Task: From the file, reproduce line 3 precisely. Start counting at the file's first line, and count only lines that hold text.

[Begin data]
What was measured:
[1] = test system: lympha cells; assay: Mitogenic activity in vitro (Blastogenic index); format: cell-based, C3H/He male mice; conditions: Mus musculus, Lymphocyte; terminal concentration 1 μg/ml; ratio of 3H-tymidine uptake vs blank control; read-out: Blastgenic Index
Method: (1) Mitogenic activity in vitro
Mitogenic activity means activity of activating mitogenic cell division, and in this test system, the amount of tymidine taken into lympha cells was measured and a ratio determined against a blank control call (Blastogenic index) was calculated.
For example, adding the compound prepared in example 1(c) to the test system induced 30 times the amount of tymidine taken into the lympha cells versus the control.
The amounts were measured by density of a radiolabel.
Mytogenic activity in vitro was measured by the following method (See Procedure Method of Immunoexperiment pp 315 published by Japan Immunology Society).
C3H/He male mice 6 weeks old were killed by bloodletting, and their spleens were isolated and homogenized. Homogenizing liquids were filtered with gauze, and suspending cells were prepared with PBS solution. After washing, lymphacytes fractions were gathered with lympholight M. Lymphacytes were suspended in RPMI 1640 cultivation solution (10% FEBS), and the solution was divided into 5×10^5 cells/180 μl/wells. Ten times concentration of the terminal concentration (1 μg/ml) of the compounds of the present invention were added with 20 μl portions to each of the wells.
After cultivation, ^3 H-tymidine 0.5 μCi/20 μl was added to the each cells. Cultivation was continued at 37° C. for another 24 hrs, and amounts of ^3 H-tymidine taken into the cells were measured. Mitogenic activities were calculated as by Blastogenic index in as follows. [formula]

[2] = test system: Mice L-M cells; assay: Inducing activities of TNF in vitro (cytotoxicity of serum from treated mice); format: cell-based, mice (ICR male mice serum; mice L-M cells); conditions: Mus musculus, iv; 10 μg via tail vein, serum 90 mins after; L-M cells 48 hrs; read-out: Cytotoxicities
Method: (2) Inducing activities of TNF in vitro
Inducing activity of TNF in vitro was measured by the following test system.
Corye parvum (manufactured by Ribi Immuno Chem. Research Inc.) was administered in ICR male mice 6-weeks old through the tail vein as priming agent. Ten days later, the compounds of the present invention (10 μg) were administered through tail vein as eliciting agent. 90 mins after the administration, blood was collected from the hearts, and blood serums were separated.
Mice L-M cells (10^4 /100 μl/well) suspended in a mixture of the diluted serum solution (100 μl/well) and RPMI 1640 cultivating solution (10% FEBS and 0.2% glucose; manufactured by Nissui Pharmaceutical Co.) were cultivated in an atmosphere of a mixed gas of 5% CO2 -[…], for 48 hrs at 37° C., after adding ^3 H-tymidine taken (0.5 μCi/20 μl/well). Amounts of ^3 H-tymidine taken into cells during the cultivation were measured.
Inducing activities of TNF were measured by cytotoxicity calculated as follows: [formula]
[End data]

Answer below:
Method: (1) Mitogenic activity in vitro